He eavesdropped on their chatter in the mess hall while he ate, on the bridge while he stood watch, and in his stateroom as he slept. When he toured the vast cargo areas of the ship, he took with him a handheld radio so he wouldn’t miss a second of the unintelligible conversations that had become his constant companion. He tried to decipher what he could from their tone, which sounded in turn bored, aggressive, frantic, and even taunting. The crew became used to the sound of static and Chinese voices that surrounded their brooding captain like a cloud.

On the third day, as he napped at his desk, he jerked awake. The fragments of a sad dream evaporated as he roused himself. He shook his head, trying to discern the reason for his waking.

All the chatter on the radio had stopped. The Chinese had gone silent.

He hurried to the bridge.

•   •   •

The bridge was atop the seven-story “house” that contained all their quarters, their mess hall, and hospital. Once underway, it was where the twenty-two man crew spent the vast majority of their time, even though it occupied but a small portion of the ship’s massive volume. Almost all the other space was taken up by containers, the metal boxes designed to be lifted directly from the ship and placed onto either train cars or trucks. The ship was near its capacity of 1,164 TEUs, or Twenty-foot Equivalent Units, an unscientific measure of how many containers it could hold. For this leg of their journey they were carrying plastic pellets, Reebok shoes, tires, a variety of car parts from factories throughout Asia, and, he’d been proud to learn, five tons of food for the World Food Programme, destined for Cambodia.

He quietly stepped onto the bridge, where his third mate and a cadet were reliving their adventures in Singapore. They’d visited Orchard Towers, a legendary Singapore brothel that was a veritable shopping mall of the sex trade. It was known affectionately to sailors around the world as “four floors of whores.”

“Captain,” they both said, acknowledging him as he walked in.

“Reviewing my night orders?” he snapped.

“Captain…” stammered the third mate, surprised by the harshness of the Captain’s tone and his gaze.

“Bullshit on B Deck, after watch,” he said. “Right now I need you to mind my ship.”

“Yes sir,” they both said at once.

He stepped up to the radar screen, a plasma monitor with symbols for every ship in the tracking system. By scrolling the cursor over each, he could see their present course, speed, and the closest they would approach
Ever Able
. He noticed a cluster of ships in red near the coast of Taiwan, and scrolled over them.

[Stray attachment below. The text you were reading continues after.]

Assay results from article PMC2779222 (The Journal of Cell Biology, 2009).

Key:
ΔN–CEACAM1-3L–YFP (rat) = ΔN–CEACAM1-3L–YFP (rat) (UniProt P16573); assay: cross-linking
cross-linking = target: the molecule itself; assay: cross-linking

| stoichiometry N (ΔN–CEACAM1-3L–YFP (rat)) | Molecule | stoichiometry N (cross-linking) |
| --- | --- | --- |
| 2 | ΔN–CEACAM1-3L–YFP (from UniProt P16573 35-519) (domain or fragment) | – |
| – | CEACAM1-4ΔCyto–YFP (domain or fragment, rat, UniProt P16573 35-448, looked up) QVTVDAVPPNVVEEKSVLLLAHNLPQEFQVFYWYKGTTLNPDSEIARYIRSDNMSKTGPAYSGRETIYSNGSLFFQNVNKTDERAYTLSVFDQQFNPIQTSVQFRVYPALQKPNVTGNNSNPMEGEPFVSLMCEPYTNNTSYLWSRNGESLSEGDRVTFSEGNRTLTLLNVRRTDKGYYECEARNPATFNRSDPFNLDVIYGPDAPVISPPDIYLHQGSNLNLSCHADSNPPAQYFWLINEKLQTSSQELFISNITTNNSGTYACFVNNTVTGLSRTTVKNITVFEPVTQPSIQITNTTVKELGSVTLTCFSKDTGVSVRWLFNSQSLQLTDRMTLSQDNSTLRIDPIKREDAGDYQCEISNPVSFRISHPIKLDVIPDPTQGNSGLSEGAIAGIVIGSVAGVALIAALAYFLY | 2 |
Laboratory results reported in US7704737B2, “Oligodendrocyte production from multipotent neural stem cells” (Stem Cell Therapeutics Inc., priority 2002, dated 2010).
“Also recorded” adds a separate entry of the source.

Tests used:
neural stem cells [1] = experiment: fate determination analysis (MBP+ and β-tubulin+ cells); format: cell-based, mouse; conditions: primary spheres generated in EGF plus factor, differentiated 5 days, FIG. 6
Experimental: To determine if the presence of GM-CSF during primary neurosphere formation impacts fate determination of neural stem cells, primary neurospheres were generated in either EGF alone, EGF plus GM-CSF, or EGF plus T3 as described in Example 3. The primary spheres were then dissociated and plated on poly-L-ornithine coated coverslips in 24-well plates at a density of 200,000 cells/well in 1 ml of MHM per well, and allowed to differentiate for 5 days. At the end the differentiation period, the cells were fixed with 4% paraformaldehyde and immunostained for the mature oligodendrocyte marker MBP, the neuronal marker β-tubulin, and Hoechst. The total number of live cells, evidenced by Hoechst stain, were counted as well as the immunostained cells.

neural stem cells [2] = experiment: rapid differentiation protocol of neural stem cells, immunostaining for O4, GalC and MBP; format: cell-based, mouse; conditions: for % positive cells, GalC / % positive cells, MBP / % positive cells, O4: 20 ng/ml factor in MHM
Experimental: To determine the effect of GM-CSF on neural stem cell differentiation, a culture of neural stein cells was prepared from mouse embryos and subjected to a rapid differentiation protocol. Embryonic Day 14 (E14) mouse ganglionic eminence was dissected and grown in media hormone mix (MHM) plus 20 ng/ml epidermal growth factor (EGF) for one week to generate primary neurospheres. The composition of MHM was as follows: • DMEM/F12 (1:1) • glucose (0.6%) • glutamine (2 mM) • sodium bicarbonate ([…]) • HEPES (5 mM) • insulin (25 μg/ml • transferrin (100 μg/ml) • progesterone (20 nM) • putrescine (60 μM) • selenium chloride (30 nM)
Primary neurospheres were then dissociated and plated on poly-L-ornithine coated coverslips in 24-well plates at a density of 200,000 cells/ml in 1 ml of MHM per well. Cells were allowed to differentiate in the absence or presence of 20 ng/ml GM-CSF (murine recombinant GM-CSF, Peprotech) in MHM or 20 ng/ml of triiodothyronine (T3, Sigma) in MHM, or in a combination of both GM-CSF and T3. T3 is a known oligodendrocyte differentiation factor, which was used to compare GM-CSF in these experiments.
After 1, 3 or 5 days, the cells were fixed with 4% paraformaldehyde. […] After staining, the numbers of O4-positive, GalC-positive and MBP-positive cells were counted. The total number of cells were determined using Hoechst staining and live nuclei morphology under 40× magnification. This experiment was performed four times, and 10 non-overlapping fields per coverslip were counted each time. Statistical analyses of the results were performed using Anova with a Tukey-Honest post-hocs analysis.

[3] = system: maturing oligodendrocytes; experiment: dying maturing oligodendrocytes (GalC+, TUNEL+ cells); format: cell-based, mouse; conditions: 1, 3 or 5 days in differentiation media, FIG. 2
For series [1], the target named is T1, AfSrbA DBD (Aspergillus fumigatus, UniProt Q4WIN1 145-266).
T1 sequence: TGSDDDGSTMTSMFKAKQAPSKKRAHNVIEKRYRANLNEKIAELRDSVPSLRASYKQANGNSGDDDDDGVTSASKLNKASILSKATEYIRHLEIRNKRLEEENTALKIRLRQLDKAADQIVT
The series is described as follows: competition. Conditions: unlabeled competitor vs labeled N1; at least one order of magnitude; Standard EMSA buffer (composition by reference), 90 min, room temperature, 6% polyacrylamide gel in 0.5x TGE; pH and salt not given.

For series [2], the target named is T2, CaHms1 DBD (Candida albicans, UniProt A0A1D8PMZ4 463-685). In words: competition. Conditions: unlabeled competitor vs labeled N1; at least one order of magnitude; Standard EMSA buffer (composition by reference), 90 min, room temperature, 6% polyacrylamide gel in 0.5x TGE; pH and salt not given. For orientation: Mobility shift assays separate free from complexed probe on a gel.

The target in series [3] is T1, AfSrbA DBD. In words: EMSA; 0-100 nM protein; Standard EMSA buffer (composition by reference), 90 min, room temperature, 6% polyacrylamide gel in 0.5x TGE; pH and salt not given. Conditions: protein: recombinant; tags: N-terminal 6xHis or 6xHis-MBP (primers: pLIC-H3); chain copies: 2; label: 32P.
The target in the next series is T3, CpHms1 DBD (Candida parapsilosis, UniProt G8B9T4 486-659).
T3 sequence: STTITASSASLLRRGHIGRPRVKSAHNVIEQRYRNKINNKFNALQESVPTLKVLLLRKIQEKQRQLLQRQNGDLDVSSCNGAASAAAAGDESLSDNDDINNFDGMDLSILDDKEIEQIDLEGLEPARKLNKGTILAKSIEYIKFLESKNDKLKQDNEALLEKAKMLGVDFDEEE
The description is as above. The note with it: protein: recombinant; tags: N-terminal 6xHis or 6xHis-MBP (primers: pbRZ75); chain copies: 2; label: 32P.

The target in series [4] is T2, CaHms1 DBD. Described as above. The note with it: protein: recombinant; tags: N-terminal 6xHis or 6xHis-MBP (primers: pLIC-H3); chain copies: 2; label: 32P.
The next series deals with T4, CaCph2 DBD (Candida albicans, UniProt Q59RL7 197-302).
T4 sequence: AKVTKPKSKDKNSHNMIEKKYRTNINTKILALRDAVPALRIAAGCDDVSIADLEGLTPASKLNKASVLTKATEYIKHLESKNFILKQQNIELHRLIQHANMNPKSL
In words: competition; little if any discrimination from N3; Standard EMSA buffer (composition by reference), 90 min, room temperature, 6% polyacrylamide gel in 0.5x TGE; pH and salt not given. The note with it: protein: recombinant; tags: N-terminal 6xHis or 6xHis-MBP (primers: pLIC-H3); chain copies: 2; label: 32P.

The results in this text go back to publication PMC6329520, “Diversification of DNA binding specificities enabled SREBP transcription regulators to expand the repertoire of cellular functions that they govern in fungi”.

“Are those the same warships we’ve been tracking?”

“Yes sir. They’ve pulled out of the restricted area…I wonder if the exercise is over.”

“Interesting,” said the captain. He hoped the Chinese were done with their games. It would explain the sudden radio silence as well. “But we’ll continue staying out of their way.”

He checked the ship’s speed: near its maximum of 18 knots. He walked over to a chart table where the second mate had drawn out their course. Their track would take them closer for a few more hours, then, finally, they would start to open distance to the Chinese fleet. A rectangle made of bright red tape marked the off-limits area. The resulting detour would add a full day to their voyage to Shanghai. It galled Captain Wright both as a shareholder of the Evergreen Marine Corporation, and as a man who believed in the freedom of the seas with religious fervor.

The rise of Chinese commerce had been the great change of Wright’s twenty-three year career at sea. Chinese ports were now the busiest in the world, and almost all his containers were either bound for China, or, in much greater numbers, contained the products of Chinese factories. But as China’s industrial power grew, so too had its military. Once barely a force on the world’s sea lanes, they were now flexing their muscle, and not just in Asian waters. They seemed unconcerned about the gentlemen’s agreements that the world’s merchant fleets had used to coexist with each other for centuries.

There were accents on the VHF radio that reassured him when he heard them, the voices he identified with traditional seafaring nations: Sweden, Ireland, Australia, and, of course, England. For much of his career, he’d known that his American voice on the airwaves had sometimes discomfited other seafarers: his accent marked him, to many, as potentially aggressive, arrogant, and even dangerous. There was a sense that the Americans had more power than they deserved or could safely wield. Now at the pinnacle of his career, when hearing those frenetic Chinese voices day and night, he understood that feeling. He walked to the far corner of the bridge, fiddled with the controls, verified again that the Chinese radio circuit had gone quiet.

“About time they shut up,” said the third mate, trying vainly to defuse the tension.

They listened to the static for a few minutes together, when suddenly a few words broke through, a rapid burst of chatter that got their attention. The captain turned up the volume as they went quiet again. Then, from a single speaker came short words spoken at a regular, even pace.